trex-6310-ice-traction-device-9464b-lgIce Traction Devices

Traction devices are placed over existing footwear to give extra traction for walking on wet, icy surface, and prevents slip and trip incidents. These are ideal for road construction workers, roofers, installers, deliver person, utility men, among others.

Winter Liners

Use cold weather winter liners to keep the head, neck, and ears warm when wearing a hard hat or other safety head gear. For more severe exposure to cold weather, there are full head covers with openings for the eyes, nostrils, and mouth, and come in flannel, knit, and even neoprene materials.

Work Tents

Wind chill can be dangerous in windy environments. A work tent acts as a temporary shelter for your workers who need to work outdoors, and reduces the length of exposure of workers to deadly wind chill factor.

Working outdoors in the cold is no laughing matter. It can be dangerous to the untrained and to people without adequate winter clothing. But for a well-informed and prepared worker, it can be an enjoyable and fulfilling experience. Wearing winter-appropriate PPE helps make that happen, as well as following these winter safety guidelines to avoid accidents and mishaps in the workplace.

 

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Caring For Safety Eyewear: 5 Must-Do’s

Seton Canada Safety

Just like any other piece of equipment, personal protective equipment and specifically safety eyewear has to be kept in top-notch condition and worn the right way for maximum protection.

You can find all your eye safety solutions here.

 

Five Safety Eyewear Tips

Job Safety Seton

Most industrial eye injuries can be prevented by wearing the right protection.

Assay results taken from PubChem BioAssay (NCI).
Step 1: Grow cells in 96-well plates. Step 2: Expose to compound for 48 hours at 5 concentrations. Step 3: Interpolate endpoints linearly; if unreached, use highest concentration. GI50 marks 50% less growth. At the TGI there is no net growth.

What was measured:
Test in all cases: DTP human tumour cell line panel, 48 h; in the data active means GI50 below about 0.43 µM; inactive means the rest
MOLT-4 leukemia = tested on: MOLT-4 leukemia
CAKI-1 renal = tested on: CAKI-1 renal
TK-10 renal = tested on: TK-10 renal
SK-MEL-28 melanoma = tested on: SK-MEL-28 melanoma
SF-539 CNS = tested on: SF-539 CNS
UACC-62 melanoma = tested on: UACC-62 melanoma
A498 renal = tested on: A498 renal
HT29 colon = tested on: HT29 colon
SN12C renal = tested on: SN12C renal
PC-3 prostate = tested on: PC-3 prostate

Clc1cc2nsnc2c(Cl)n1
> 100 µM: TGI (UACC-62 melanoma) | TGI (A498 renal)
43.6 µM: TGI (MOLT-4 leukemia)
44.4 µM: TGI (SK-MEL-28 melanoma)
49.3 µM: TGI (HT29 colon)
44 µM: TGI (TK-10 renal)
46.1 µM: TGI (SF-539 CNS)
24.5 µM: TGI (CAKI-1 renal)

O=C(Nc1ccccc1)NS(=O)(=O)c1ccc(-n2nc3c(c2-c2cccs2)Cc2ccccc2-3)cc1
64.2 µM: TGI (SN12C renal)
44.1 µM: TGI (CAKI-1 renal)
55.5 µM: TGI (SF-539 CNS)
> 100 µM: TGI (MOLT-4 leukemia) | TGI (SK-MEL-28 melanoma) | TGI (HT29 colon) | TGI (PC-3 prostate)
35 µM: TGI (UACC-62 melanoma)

Here are a couple more eye safety tips…

Wear an eyewear cord that will let the glasses hang around your neck when not in use.

People who wear contact lenses need to be extra careful and wear protective eyewear at all times on a site because dust and other particles can become lodged under the lens and can cause irritations or infections.

You can find all your eye safety solutions here.

Eyewear Safety – Emergency Action For Injuries

Eye Safety
Eyewear safety must always be a top priority.

According to the Centers for Disease Control and Prevention, construction workers have one of the highest eye injury rates, so it’s important they have the proper eyewear safety equipment.  Wearing the appropriate, well-fitting and comfortable PPE can prevent eye fatigue and headaches and other common and more serious eye injuries caused by the following:

  • Scrap materials, waste, and windblown dust
  • Flying material particles or slivers from wood, metal, plastic, and cement
  • Chemicals or chemical products
  • Falling or misdirected objects
  • UV light from welding torches

Here’s what to do to improve eyewear safety: In case of the following eye injuries or incidents according to the National Eye Institute and other health and safety agencies. Be sure there are clean eye wash stations, eye wash solutions and a first aid kit easily accessible.

Specks in the Eye

  • Do not rub the eye.
  • Flush the eye with large amounts of water.
  • See a doctor if the speck does not wash out or if pain or redness continues.

Cuts, Punctures, and Foreign Objects in the Eye

  • Do not wash out the eye.
  • Do not try to remove a foreign object stuck in the eye.
  • Seek immediate medical attention.

Chemical Burns

  • Immediately flush the eye with water or any drinkable liquid. Open the eye as wide as possible. Continue flushing for at least 15 minutes. For caustic or basic solutions, continue
flushing while on the way to medical care.
  • If a contact lens is in the eye, begin flushing over the lens immediately. Flushing may dislodge the lens.
  • Seek immediate medical attention.

Eyewear SafetyBlows to the Eye

  • Apply a cold compress without pressure, or tape crushed ice in a plastic bag to the forehead and allow it to rest gently on the injured eye.
  • Seek immediate medical attention if pain continues, if vision is reduced, or if blood or discoloration appears in the eye.